MaterialDistrict

This sports bra contains a NASA approved non-Newtonian material

Fitness brand Reebok introduces PureMove, a sports bra that contains shear thickening fluid (STF), a gel-like solution that is liquid in a still or slow-moving state, but stiffens and solidifies when moving at higher speeds.

According to Reebok, 1 in 5 women avoids exercise because they don’t have the right sports bra, and 70 per cent of women wears the wrong size.

Rather than using more fabric, straps and hooks to keep everything in place during exercise, Reebok’s sports bra has a minimalist construction, comprising only of 7 pieces of fabric. Perforation in the front and back are added to keep you cool.

The secret lies in the technology, STF. This gel is a non-Newtonian fluid, which means it does not follow the law of viscosity. The material is liquid when still, but turns solid when in motion – making it a perfect material to use in a sports bra.

STF was originally developed as a form of armour technology. In 2002, researchers at the U.S. Army Research Laboratory and University of Delaware started researching its use in body armour. STF armour is flexible in a normal range of movement, but when faced with a stabbing knife blade or piecing bullet, it turns rigid. Since then, the material has been used in everything from Kevlar bulletproof vests to NASA space suits.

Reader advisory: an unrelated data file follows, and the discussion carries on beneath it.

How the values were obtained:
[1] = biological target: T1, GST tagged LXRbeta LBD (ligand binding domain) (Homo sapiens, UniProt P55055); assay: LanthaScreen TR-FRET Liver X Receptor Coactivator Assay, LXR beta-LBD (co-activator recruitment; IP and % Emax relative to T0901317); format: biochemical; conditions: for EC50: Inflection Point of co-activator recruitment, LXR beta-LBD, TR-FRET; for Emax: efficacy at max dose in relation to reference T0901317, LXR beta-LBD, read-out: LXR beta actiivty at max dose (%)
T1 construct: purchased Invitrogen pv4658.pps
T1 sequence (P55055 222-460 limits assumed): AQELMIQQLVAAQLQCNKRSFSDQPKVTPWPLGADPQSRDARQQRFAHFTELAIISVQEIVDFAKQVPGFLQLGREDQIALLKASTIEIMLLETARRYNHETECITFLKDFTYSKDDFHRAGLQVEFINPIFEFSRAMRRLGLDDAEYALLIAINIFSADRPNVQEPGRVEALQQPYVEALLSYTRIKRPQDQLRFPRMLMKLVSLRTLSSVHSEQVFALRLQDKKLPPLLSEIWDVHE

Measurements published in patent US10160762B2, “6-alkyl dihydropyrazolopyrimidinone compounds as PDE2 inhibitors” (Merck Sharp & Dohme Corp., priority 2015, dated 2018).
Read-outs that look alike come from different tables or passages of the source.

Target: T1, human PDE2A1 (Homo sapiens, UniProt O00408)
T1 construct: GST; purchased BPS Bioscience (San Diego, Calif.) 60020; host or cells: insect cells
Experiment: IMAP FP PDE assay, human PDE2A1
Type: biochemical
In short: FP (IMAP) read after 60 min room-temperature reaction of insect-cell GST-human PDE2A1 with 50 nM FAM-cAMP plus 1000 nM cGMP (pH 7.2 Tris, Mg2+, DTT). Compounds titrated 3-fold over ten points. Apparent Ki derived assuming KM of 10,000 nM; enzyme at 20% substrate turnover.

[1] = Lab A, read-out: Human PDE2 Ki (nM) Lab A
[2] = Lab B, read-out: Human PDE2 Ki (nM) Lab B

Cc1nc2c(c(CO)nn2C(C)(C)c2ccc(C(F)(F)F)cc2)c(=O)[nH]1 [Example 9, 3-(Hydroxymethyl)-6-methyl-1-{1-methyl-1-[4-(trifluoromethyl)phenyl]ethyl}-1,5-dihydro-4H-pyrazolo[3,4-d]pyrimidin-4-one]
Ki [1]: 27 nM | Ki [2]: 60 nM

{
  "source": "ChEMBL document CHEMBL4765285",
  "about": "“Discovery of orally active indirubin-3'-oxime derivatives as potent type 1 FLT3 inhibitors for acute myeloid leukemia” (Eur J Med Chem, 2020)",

Reebok’s motion sense technology is the result of treating a performance-based fabric with STF. “The fabric adapts and responds accordingly to the body’s shape, velocity of breast tissue, and both type and force of movement,” Reebok states. This makes sure that the bra stretches less with high impact movements, preventing the wearer’s breasts from bouncing about, and provides light support during rest and lower intensity activities.

Photos: Reebok

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